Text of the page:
Well-dressed in the Viking Age

What did Viking clothes and outfits look like? A large grant supports archaeologists and textile researchers exploring and recreating authentic textiles and dresses

Textile from the Mammen grave © National Museum in Copenhagen
Textile from the Mammen grave © National Museum in Copenhagen

Recently, a group of researchers have begun exploring what clothes and textiles looked like in the Viking Age and how they were worn. Part of the project is to reconstruct a man’s and a woman’s outfit. Another part of the project is to examine how people from all sorts of layers of society looked like.

The research project, Fashioning the Viking Age, is funded by the Velux Foundation with a grant of 5.5 million kroner and headed by senior researcher Ulla Mannering from the National Museum in Copenhagen in collaboration with Sagnlandet Lejre and the Center for Textile Research at the University of Copenhagen.

From fragments to full dresses

 

Face from The Mammen Textiles © National Museum in Copenhagen/Roberto Fortuna
Face from The Mammen Textiles © National Museum in Copenhagen/Roberto Fortuna

Occasionally, archaeologists discover small pieces of textiles and fur attached to metal objects found in graves. Sometimes, they even find larger pieces as part of excavations.  The question, however, is how to reconstruct the complete outfits from these tiny rags

“It’s not easy to jump from small pieces of fabrics a full suit. It’s a puzzle game of small centimetres of textiles, images, and written sources,” explains Ulla Mannering, Project Manager on the research project and senior researcher at the National Museum to historie-online.dk

For instance, iconic pieces found in many female graves are the bossed oval brooches, which were used to hold up suspended dresses. But from images, we know that women might also wear blouses and skirts

“It is important to utilized a wide variety of different sources to find the breadth and variation of the Viking era dress. Much of our knowledge is based on archaeological findings from a few very rich graves,” explains Ulla Mannering.

A Practical Purpose

Detail of reconstructed dress from Mammen © Nation Museum in Copenhagen/B. S. Andersen
Detail of reconstructed dress from Mammen © Nation Museum in Copenhagen/B. S. Andersen

The team at the National Museum will not work alone. As part of the project, the researchers intend to reconstruct two outfits from the Viking age in collaboration with Sagnlandet Lejre and the Center for Textile Research at the University of Copenhagen. One is the outfit found in the Mammen grave, the other, the woman’s dress from Hvilehøj. Before they start, they intend to explore in detail which tools and materials the Vikings used, and which colours the outfits had. Both graves were high-status and probably linked to the elite surrounding the Jelling Dynasty. For instance, the burial of the Hvilehøj Woman yielded not only woven bands, but also four different fragments of silk, and six different fragments of wool as well as fur. The outfit of the man from Mammen sported a series of embroideries, depicting an acanthus vine, birds, gripping beasts, a leopard, as well as different types of masks. This particular outfit was reconstructed in the late 20thcentury based on the clothes, which King Cnut the Great wore in an illumination from Winchester… However, the new project plans to rethink this reconstruction, basing it on a new study of the fragments from the grave excavated in 1868 respectively 1880. The textiles, though, were carefully drawn preserving details since lost. Linen, wool and silk, but also gold and silver were used in such outfits.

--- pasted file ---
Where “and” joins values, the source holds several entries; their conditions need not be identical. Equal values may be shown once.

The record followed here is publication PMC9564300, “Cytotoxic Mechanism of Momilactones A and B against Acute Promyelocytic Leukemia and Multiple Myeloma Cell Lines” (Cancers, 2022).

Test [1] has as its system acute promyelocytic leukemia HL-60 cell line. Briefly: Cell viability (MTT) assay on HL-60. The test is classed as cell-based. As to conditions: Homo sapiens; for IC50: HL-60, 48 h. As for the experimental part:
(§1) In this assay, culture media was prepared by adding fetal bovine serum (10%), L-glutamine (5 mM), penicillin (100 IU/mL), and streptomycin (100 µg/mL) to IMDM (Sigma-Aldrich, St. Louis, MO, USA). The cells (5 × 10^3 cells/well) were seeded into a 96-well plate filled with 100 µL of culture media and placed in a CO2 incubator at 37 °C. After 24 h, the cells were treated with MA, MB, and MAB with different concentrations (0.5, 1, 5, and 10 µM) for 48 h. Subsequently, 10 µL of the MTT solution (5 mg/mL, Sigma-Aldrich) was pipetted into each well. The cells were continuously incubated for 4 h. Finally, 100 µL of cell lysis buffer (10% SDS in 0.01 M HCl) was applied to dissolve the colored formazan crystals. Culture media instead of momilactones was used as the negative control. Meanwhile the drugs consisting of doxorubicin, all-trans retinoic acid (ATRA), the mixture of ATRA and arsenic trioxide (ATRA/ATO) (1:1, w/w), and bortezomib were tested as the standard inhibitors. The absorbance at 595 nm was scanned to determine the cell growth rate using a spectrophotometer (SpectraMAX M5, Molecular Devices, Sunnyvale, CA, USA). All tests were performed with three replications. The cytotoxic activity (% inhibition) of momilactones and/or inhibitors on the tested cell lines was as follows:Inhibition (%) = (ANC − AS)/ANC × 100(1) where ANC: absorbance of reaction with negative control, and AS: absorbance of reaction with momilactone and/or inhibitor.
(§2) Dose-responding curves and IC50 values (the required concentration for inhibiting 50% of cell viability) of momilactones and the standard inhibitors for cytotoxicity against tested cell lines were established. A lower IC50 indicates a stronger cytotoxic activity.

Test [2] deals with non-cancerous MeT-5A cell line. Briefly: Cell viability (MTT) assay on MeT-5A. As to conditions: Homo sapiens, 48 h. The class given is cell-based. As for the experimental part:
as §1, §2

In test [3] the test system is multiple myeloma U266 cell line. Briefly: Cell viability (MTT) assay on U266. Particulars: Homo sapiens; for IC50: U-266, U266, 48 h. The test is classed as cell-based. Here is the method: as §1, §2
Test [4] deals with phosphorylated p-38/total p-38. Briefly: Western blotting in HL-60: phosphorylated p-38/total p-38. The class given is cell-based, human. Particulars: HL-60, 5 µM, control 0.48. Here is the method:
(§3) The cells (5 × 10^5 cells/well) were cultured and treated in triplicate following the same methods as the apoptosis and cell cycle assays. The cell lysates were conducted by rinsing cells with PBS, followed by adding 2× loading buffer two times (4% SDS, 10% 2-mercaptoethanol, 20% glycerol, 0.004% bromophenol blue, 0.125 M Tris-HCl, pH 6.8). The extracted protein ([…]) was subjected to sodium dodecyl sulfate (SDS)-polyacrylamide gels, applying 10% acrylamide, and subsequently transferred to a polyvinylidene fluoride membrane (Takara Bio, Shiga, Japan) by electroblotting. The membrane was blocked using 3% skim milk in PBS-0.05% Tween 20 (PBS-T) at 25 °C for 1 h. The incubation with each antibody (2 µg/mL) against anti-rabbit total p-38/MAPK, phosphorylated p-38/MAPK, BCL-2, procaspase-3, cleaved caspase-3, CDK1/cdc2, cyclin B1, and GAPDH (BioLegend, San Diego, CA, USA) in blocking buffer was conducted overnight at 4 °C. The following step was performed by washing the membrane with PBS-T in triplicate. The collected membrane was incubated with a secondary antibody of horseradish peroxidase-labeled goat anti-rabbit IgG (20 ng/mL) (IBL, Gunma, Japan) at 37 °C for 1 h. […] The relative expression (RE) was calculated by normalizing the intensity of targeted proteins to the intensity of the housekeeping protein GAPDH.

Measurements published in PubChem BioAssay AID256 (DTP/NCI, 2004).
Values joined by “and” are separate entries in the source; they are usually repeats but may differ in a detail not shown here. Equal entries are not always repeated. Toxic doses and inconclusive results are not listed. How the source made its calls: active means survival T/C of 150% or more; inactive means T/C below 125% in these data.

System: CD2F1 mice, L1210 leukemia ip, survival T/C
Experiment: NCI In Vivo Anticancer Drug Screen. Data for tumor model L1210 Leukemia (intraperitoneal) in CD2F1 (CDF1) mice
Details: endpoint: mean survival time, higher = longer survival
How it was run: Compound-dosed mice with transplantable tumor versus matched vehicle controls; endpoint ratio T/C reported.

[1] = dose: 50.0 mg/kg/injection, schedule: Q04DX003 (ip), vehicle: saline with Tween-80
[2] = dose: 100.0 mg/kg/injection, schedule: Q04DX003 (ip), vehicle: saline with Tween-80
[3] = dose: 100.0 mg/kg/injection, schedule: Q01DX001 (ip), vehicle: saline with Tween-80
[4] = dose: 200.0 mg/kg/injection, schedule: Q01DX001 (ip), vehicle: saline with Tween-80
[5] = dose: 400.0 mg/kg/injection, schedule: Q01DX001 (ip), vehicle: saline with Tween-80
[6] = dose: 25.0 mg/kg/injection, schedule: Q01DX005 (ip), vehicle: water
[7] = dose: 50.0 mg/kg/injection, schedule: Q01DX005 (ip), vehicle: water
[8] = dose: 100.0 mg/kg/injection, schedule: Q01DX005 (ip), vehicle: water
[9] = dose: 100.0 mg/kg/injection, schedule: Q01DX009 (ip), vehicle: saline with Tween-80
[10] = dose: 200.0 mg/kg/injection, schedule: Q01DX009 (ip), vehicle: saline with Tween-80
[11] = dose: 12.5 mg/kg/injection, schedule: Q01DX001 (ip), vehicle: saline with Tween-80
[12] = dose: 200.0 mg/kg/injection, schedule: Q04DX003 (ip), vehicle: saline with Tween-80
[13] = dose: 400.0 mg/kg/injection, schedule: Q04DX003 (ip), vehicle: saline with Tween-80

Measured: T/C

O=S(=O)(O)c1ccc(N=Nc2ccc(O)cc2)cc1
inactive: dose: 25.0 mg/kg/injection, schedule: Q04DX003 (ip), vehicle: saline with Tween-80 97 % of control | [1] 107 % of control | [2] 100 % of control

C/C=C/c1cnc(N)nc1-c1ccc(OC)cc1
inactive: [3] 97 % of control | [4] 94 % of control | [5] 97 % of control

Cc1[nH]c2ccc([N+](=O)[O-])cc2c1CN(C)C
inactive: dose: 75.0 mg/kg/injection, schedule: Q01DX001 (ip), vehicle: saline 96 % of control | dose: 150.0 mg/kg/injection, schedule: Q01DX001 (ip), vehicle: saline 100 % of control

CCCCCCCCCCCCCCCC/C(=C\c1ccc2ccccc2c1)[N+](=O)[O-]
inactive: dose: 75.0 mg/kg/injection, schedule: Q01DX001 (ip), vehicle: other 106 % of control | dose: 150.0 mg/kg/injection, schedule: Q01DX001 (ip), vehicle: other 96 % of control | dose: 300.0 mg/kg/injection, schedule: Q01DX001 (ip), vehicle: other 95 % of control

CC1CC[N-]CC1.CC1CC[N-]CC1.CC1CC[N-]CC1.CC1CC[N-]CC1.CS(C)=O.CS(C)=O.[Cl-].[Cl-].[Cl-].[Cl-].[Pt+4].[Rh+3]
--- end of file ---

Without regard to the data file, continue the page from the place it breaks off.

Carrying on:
“We want to reproduce the textiles and reconstruct the outfits of these two graves using as best we can, using the ancient tools, techniques, and methods,” says Ulla Mannering.

The aim is to “develop a new approach to disseminate textile, skin and clothing design to be used for exhibitions, teaching and in popular visualisations of the multifaceted life in the Viking Age. The project will give Danish textile research a renewed focus and impact, but will first and foremost result in a new visual and tactile understanding of textile production and clothing in the Viking Age that can be used in museums, in research, and by the broad public.

The intention is thus to provide as closely as possible, re-enactors and museums with scientifically correct reproductions to be used in Sagnlandet as well as in the future Viking exhibition, currently being planned at the National Museum in Copenhagen. But also to inspire reenactors and living historians to be authentic, when recreating the fashion of the Vikings.

SOURCE:

Vikingetiden bliver klædt på.
Historie-Online.dk

Fashioning the Viking Age – a new research project

READ MORE:

Vikinger i Uld og Guld. Om de danske vikingetidsdragter, baseret på tekstilfund i grave.
By Charlotte Rimstad. MA, University of Copenhagen

Denmark- Europe: Dress and Fashion in Denmark’s Viking Age.
By Anne Hedeager Krag
Northern Archaeological Textiles: NESAT VII: Textile Symposium in Edinburgh, 5th-7th May, Ed. by Frances Pritchard and John Peter Wild.
Oxbow 1999

           

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